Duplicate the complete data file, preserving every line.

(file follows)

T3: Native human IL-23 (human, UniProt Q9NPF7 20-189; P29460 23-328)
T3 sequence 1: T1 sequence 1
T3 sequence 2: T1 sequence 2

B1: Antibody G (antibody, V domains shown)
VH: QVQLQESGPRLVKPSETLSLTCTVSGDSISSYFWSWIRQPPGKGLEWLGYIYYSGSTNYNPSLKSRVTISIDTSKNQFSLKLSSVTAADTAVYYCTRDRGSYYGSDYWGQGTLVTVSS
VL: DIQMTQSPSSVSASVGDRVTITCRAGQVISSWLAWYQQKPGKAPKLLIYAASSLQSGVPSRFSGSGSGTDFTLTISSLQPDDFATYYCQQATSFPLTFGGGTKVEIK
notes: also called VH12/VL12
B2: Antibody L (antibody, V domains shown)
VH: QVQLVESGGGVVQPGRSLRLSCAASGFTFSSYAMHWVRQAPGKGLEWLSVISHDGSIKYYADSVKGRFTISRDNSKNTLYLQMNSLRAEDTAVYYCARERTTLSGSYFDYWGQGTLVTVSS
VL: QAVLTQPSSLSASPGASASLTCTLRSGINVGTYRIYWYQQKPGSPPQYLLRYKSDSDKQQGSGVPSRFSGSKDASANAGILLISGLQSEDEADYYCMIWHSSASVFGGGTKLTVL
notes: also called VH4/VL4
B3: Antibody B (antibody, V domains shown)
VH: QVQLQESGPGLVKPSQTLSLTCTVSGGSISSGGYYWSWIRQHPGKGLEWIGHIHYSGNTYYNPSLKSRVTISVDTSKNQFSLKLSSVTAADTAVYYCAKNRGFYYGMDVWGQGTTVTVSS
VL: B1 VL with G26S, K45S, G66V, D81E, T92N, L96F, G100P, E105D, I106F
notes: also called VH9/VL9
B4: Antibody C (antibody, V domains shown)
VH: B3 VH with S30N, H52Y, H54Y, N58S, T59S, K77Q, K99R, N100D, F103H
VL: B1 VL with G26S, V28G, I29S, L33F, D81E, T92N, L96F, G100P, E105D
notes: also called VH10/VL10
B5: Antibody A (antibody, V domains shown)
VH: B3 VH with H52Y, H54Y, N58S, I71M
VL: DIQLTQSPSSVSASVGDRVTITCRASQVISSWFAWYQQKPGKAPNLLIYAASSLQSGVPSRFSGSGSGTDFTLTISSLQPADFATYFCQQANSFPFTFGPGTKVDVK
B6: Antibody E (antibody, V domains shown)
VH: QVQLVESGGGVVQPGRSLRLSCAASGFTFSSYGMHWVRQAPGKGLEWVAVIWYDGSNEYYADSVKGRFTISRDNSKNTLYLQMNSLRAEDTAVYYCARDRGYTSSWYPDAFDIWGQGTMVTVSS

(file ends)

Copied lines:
T3: Native human IL-23 (human, UniProt Q9NPF7 20-189; P29460 23-328)
T3 sequence 1: T1 sequence 1
T3 sequence 2: T1 sequence 2

B1: Antibody G (antibody, V domains shown)
VH: QVQLQESGPRLVKPSETLSLTCTVSGDSISSYFWSWIRQPPGKGLEWLGYIYYSGSTNYNPSLKSRVTISIDTSKNQFSLKLSSVTAADTAVYYCTRDRGSYYGSDYWGQGTLVTVSS
VL: DIQMTQSPSSVSASVGDRVTITCRAGQVISSWLAWYQQKPGKAPKLLIYAASSLQSGVPSRFSGSGSGTDFTLTISSLQPDDFATYYCQQATSFPLTFGGGTKVEIK
notes: also called VH12/VL12
B2: Antibody L (antibody, V domains shown)
VH: QVQLVESGGGVVQPGRSLRLSCAASGFTFSSYAMHWVRQAPGKGLEWLSVISHDGSIKYYADSVKGRFTISRDNSKNTLYLQMNSLRAEDTAVYYCARERTTLSGSYFDYWGQGTLVTVSS
VL: QAVLTQPSSLSASPGASASLTCTLRSGINVGTYRIYWYQQKPGSPPQYLLRYKSDSDKQQGSGVPSRFSGSKDASANAGILLISGLQSEDEADYYCMIWHSSASVFGGGTKLTVL
notes: also called VH4/VL4
B3: Antibody B (antibody, V domains shown)
VH: QVQLQESGPGLVKPSQTLSLTCTVSGGSISSGGYYWSWIRQHPGKGLEWIGHIHYSGNTYYNPSLKSRVTISVDTSKNQFSLKLSSVTAADTAVYYCAKNRGFYYGMDVWGQGTTVTVSS
VL: B1 VL with G26S, K45S, G66V, D81E, T92N, L96F, G100P, E105D, I106F
notes: also called VH9/VL9
B4: Antibody C (antibody, V domains shown)
VH: B3 VH with S30N, H52Y, H54Y, N58S, T59S, K77Q, K99R, N100D, F103H
VL: B1 VL with G26S, V28G, I29S, L33F, D81E, T92N, L96F, G100P, E105D
notes: also called VH10/VL10
B5: Antibody A (antibody, V domains shown)
VH: B3 VH with H52Y, H54Y, N58S, I71M
VL: DIQLTQSPSSVSASVGDRVTITCRASQVISSWFAWYQQKPGKAPNLLIYAASSLQSGVPSRFSGSGSGTDFTLTISSLQPADFATYFCQQANSFPFTFGPGTKVDVK
B6: Antibody E (antibody, V domains shown)
VH: QVQLVESGGGVVQPGRSLRLSCAASGFTFSSYGMHWVRQAPGKGLEWVAVIWYDGSNEYYADSVKGRFTISRDNSKNTLYLQMNSLRAEDTAVYYCARDRGYTSSWYPDAFDIWGQGTMVTVSS